Original Air Date: May 20, 1960
Writer: Rod Serling
Director: Don Medford
“You take what you get and you live with it.”
“Joey Crown, musician with an odd, intense face, whose life is a quest for impossible things like flowers in concrete or like trying to pluck a note of music out of the air and put it under glass to treasure…Joey Crown, musician with an odd, intense face, who, in a moment, will try to leave the Earth and discover the middle ground – the place we call The Twilight Zone.”
In a noir-stylized scene we are introduced to Joey Crown (played by Jack Klugman), a down on his luck trumpet player who finds solace at the bottom of a bottle. He is forced to sell his beloved trumpet for cash and decides he would rather die than continue on without music, so he steps in front of an oncoming truck.
Suddenly, he awakens but no one else seems to notice him. Assuming he has died, Joey wanders back to his old music club where he meets another trumpet player (played by John Anderson). The man can miraculously see him. He tells Joey that he is not dead, but rather in “limbo” between life and death, and that he may choose whether to live or die. This is why he cannot see himself in any mirror. Realizing that life is still worth living despite all the misery, Joey chooses to return. As the other player leaves, Joey asks for the man’s name and he replies, “My name? Call me Gabe. Short for Gabriel” (i.e. the Angel Gabriel played by John Anderson who bore a strong resemblance to Abraham Lincoln).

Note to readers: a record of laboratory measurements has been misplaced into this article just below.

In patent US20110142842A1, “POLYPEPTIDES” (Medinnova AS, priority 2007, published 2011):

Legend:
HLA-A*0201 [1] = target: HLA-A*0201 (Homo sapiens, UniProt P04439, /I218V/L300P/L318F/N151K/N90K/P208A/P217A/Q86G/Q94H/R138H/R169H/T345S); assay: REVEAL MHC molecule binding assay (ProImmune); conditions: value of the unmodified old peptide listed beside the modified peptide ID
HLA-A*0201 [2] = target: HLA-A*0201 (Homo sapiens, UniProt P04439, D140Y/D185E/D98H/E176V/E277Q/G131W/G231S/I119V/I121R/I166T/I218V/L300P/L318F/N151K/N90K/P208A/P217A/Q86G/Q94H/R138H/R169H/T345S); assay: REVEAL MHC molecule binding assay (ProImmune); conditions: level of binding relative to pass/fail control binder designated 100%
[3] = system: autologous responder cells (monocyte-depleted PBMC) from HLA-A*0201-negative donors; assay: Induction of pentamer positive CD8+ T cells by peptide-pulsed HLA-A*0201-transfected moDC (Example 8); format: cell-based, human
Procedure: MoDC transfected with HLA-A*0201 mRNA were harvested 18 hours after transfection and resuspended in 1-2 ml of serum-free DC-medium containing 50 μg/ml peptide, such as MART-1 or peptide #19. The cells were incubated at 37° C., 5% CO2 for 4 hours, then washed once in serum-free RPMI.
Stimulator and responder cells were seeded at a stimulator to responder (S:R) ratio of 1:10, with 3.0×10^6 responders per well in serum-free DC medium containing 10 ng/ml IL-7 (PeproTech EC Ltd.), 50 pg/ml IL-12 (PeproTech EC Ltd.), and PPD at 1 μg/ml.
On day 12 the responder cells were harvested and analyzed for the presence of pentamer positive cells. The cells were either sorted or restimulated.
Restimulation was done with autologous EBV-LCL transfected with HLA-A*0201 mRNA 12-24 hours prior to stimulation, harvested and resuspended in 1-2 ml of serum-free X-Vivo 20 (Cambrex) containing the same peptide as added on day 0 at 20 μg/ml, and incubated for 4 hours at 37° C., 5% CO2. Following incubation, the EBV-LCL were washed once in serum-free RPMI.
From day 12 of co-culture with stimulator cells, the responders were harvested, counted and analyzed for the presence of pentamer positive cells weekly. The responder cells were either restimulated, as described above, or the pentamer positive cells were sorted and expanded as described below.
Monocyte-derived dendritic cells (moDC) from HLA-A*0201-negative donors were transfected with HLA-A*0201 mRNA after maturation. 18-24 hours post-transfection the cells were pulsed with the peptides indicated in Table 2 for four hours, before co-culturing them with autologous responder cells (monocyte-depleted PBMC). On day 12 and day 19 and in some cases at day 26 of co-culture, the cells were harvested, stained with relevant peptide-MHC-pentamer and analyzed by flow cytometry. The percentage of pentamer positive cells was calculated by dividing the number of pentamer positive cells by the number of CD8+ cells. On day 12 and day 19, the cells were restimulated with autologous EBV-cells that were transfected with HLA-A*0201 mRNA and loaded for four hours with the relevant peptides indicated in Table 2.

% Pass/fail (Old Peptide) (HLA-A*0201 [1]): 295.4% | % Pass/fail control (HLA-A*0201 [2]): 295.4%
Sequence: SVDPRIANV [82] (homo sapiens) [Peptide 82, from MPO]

Joey awakens on the street beside the truck driver who hands him a wad of cash to forget the whole accident. Much to Joey’s delight, It is enough money to buy back his trumpet. Later that evening he is practicing playing his trumpet when a girl named Nan (played by Mary Webster) shows up. She says she is new to the city and Joey decides to show her around. They stroll off casually together into the night.
“Joey Crown, who makes music, and who discovered something about life; that it can be rich and rewarding and full of beauty, just like the music he played, if a person would only pause to look and to listen. Joey Crown, who got his clue in the Twilight Zone.”
Joey Crown represents the classic character archetype used by Rod Serling, or what Marc Scott Zicree refers to in The Twilight Zone Companion as the “urban loser.” In this noir-esque world of bleak gangster violence a man experiences a brush with death. Despite the jaded view of ordinary urban life, this episode nevertheless offers a certain blend of Norman Rockwell or Frank Capra styled optimism.
The Twilight Zone Trivia:
- In his “limbo” state, Joey’s reflection is supposed to be absent from any mirrors, but his reflection is clearly seen twice.
- The Buch Houghton & Co. truck as seen in the episode is a tribute to producer Buck Houghton.
- This was the first of four appearances in The Twilight Zone by Jack Klugman.
- To give his character an added degree of realism Klugman trained with a classical trumpet player for two weeks before shooting this episode in order to have the finger positions down correctly even though in the final cut he was not actually playing.